Employment-based immigration generally refers to
the immigrant petitions sponsored and filed by your
U.S. employer on your behalf to get permanent resident
status (i.e. “green card”) for you.
However, though certain immigrant petitions are
(i.e. they do not require that you have a job),
they are classified as employment-based immigration
under the U.S. immigration law.
The employment-based immigration categories are
commonly referred to as EB-1, EB-2, EB-3, EB-4,
and EB-5 as follows:
a. First Preference (EB-1 priority workers);
b. Second Preference (EB-2 workers with advanced
degree or exceptional ability);
c. Third Preference (EB-3 professionals, skilled
workers, and other workers);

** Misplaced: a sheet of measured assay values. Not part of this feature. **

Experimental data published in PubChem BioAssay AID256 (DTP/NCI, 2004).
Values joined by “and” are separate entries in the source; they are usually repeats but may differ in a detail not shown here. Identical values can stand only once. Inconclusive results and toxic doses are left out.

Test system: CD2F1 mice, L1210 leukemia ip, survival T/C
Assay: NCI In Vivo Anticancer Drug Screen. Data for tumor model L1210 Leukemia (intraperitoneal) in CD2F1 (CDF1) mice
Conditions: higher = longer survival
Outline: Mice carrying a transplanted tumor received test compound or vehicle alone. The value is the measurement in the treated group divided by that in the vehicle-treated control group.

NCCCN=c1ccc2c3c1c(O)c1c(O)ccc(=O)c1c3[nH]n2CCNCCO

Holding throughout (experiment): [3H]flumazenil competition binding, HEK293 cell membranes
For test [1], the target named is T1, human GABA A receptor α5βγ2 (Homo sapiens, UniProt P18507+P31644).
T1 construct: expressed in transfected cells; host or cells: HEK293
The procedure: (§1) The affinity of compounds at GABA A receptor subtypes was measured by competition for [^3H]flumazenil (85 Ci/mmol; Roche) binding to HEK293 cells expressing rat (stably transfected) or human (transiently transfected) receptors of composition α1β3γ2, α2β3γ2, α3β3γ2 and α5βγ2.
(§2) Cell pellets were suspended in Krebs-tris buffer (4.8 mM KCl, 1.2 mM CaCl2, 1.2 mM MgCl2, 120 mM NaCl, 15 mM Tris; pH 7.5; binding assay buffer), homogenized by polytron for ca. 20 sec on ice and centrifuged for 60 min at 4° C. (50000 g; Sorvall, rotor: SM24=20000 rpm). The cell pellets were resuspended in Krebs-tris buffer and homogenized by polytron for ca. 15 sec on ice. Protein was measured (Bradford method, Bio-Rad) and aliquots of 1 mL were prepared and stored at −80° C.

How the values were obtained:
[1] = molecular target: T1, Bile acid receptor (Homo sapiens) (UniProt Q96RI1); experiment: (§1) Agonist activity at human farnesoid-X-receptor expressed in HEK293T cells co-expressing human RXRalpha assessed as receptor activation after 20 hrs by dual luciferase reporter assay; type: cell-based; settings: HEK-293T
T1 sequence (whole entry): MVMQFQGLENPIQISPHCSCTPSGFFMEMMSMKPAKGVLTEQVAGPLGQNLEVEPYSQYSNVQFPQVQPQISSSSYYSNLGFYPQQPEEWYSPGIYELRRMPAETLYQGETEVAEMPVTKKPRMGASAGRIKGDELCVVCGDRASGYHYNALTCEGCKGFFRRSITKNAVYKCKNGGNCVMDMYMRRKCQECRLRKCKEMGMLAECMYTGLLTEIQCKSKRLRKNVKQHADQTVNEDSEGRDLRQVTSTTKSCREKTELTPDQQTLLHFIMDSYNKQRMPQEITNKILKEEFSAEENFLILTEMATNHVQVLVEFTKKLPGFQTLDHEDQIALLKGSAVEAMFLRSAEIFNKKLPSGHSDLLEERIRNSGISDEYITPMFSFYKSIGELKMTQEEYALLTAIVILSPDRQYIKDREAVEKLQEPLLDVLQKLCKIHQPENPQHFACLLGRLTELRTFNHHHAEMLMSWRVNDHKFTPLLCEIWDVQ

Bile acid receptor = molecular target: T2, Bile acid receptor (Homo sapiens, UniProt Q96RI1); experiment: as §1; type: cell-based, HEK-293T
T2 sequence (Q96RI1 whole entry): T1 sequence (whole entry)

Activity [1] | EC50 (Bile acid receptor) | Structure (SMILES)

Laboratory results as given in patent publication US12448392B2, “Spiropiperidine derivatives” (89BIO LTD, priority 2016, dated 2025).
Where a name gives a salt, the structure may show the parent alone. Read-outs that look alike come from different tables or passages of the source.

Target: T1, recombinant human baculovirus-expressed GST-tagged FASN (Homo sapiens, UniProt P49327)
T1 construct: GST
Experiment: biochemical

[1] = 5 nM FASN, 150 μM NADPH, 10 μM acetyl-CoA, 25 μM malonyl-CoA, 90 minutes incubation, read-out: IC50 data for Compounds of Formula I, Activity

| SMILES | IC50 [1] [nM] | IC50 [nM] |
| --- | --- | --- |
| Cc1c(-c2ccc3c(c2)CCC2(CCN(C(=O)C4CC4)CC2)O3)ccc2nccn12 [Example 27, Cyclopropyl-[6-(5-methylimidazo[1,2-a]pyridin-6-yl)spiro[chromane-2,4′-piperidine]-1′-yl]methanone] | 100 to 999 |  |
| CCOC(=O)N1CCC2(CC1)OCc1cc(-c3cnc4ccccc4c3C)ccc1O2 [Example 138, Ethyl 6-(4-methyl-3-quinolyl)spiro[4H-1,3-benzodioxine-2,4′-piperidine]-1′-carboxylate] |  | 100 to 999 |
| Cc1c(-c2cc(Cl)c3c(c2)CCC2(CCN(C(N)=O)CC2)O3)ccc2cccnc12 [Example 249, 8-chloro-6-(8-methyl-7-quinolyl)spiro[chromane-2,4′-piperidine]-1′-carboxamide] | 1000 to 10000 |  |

d. Fourth Preference (EB-4 religious workers,
widowers, battered spouses); and
e. Fifth Preference (EB-5 immigrant investors).
The Immigration and Nationality Act of 1952 (INA)
provides for several employment-based immigrant
visa classifications, most of which have built-in
protections for the U.S. labor market. Indeed,
employment-based immigration generally requires
either a strong showing that the foreign worker
is one of the best in the field or that there
are no qualified U.S. workers available to fill
You may obtain permanent residency in the United
States through different paths as indicated in
the right column.